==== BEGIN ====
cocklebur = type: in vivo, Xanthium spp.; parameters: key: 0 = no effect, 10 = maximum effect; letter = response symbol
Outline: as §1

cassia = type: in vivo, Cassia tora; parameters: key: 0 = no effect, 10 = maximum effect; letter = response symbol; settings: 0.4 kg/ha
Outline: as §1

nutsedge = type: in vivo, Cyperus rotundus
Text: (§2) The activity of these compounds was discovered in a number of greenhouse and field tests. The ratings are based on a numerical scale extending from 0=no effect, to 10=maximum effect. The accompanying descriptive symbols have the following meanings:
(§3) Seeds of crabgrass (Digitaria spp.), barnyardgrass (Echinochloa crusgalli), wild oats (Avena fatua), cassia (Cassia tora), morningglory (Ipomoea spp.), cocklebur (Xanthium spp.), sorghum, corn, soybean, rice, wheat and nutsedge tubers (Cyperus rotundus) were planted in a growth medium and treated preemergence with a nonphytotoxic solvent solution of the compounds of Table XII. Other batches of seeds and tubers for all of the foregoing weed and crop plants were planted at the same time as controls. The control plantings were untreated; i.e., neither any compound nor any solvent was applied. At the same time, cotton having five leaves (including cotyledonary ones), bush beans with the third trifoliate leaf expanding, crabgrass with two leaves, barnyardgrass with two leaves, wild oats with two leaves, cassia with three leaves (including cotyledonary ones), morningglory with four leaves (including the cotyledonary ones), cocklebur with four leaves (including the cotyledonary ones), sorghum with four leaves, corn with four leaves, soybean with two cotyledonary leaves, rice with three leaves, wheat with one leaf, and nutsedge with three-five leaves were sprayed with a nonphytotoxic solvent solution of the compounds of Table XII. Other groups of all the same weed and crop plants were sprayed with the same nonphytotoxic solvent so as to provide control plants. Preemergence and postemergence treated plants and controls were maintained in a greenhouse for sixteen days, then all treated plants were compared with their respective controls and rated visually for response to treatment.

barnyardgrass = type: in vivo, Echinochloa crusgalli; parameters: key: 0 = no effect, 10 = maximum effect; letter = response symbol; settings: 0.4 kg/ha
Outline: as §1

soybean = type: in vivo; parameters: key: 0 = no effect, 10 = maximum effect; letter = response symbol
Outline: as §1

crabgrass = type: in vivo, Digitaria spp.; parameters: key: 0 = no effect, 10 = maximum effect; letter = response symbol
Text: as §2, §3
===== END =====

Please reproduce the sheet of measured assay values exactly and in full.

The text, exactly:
cocklebur = type: in vivo, Xanthium spp.; parameters: key: 0 = no effect, 10 = maximum effect; letter = response symbol
Outline: as §1

cassia = type: in vivo, Cassia tora; parameters: key: 0 = no effect, 10 = maximum effect; letter = response symbol; settings: 0.4 kg/ha
Outline: as §1

nutsedge = type: in vivo, Cyperus rotundus
Text: (§2) The activity of these compounds was discovered in a number of greenhouse and field tests. The ratings are based on a numerical scale extending from 0=no effect, to 10=maximum effect. The accompanying descriptive symbols have the following meanings:
(§3) Seeds of crabgrass (Digitaria spp.), barnyardgrass (Echinochloa crusgalli), wild oats (Avena fatua), cassia (Cassia tora), morningglory (Ipomoea spp.), cocklebur (Xanthium spp.), sorghum, corn, soybean, rice, wheat and nutsedge tubers (Cyperus rotundus) were planted in a growth medium and treated preemergence with a nonphytotoxic solvent solution of the compounds of Table XII. Other batches of seeds and tubers for all of the foregoing weed and crop plants were planted at the same time as controls. The control plantings were untreated; i.e., neither any compound nor any solvent was applied. At the same time, cotton having five leaves (including cotyledonary ones), bush beans with the third trifoliate leaf expanding, crabgrass with two leaves, barnyardgrass with two leaves, wild oats with two leaves, cassia with three leaves (including cotyledonary ones), morningglory with four leaves (including the cotyledonary ones), cocklebur with four leaves (including the cotyledonary ones), sorghum with four leaves, corn with four leaves, soybean with two cotyledonary leaves, rice with three leaves, wheat with one leaf, and nutsedge with three-five leaves were sprayed with a nonphytotoxic solvent solution of the compounds of Table XII. Other groups of all the same weed and crop plants were sprayed with the same nonphytotoxic solvent so as to provide control plants. Preemergence and postemergence treated plants and controls were maintained in a greenhouse for sixteen days, then all treated plants were compared with their respective controls and rated visually for response to treatment.

barnyardgrass = type: in vivo, Echinochloa crusgalli; parameters: key: 0 = no effect, 10 = maximum effect; letter = response symbol; settings: 0.4 kg/ha
Outline: as §1

soybean = type: in vivo; parameters: key: 0 = no effect, 10 = maximum effect; letter = response symbol
Outline: as §1

crabgrass = type: in vivo, Digitaria spp.; parameters: key: 0 = no effect, 10 = maximum effect; letter = response symbol
Text: as §2, §3